“Aplomb” means that someone has a lot of confidence in the things they do. They only get this confidence because they have put a lot of time into getting their skills to the point they are.

Therefore, they are able to look confident while also making something look easy because of all the time and dedication they’ve put into getting something right.

The definition of “aplomb,” according to The Cambridge Dictionary, is “confidence and style.”

  • You do everything with aplomb. I wish I had that same confidence in my ability. Clearly, I’ll never amount to the same things you can do.
  • You have too much aplomb for your own good, I swear! I wish I could do whatever you can, but I simply can’t.
  • There’s a lot of aplomb in his performance. I think that’s part of the reason he’s as talented as he is.


“Composure” or “composed” is a great way to show that someone is always able to stay calm and confident in pressured situations.

A good example of this would be a sports person that knows they are in a comfortable position to beat an opponent without much trouble.

The definition of “composure,” according to The Cambridge Dictionary, is “the feeling of being calm, confident, and in control.”

  • He plays the game with so much composure. I think he’s got the gift for it because he doesn’t even work that had.
  • You’re always so composed. You put in so much work, and it clearly pays off! Well done for getting to where you are today.
  • I wish I could be as composed as you are in these situations. You always look like you know what to do next.


“Adroit” is a great word for many cases. It refers to somebody moving or thinking in a very skillful way. This usually comes from a great deal of practice, which has helped them to refine their skills to the point where it seems too easy for them.

To most people, making quick moves and snappy decisions is almost too much to handle. It can be very overwhelming without a lot of practice, which shows that it’s reserved for only the best of the best.

The definition of “adroit,” according to The Cambridge Dictionary, is “very skillful and quick in the way you think or move.”

  • You’re always so adroit in the game. It’s like you’ve mastered the opponent’s every move before even playing them.
  • I wish I could have an adroit game like him. He’s my idol, and I’d love just one chance to play like him.
  • I want to be as adroit as possible. That’s the reason I spend so much more time on the training grounds than on the pitch.


“Facile” is a great way of showing that someone finds something really easy. It can be used in many cases to show that something is “too easy,” which might be a little insulting to some people if they have to try really hard to beat you.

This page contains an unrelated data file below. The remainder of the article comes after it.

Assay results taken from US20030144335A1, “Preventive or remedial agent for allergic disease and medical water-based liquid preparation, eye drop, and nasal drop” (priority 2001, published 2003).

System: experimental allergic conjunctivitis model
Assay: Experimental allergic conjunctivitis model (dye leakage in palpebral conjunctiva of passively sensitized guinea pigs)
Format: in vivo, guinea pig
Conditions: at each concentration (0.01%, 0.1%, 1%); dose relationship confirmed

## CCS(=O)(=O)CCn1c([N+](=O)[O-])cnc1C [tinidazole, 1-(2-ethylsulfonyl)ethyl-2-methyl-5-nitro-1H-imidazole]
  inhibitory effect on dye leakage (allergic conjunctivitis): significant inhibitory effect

The definition of “facile,” according to The Cambridge Dictionary, is “easy or too easy; not needing effort.”

  • He always has this facile approach to his game plan. It’s like he’s bored of it already because he knows nobody can compete.
  • Do you have to have such a facile style of play? At least make it look like I’m challenging you a little bit.
  • This is facile, truly. I wish it was harder for me because I’m so bored by not being tested.


“Elementary” returns to school. We use it to show that something is basic. It’s set up to be the simplest task possible, but we’ve only managed to get this to be the case after years of practice and hard work.

The definition of “elementary,” according to The Cambridge Dictionary, is “simple or easy; basic.”

  • It’s quite elementary when you think about it. I’ve always put in the work to get to where I am.
  • His game is elementary compared to what other people have to put into it. It’s always impressive to see him move that way.
  • I want to make it look like I’m working at an elementary level compared to most. I want everything to seem so easy for me!

What Does “Make It Look Easy” Mean?

“Make it look easy” means that someone has practiced something so much that they don’t have any problems with it. It allows them to make something seem easy that will be quite difficult for the general population.

A great example of this would be a world-class sportsperson. They would have practiced for years to get to the point they currently are at. With all this practice, they were able to develop a way to compete in their sport that makes it look effortless.

If you were to jump into the same sport with no experience, you’d certainly find all the things the sportsperson does difficult. You might never be able to recreate even half of their potential. That’s how it works when someone “makes it look easy.”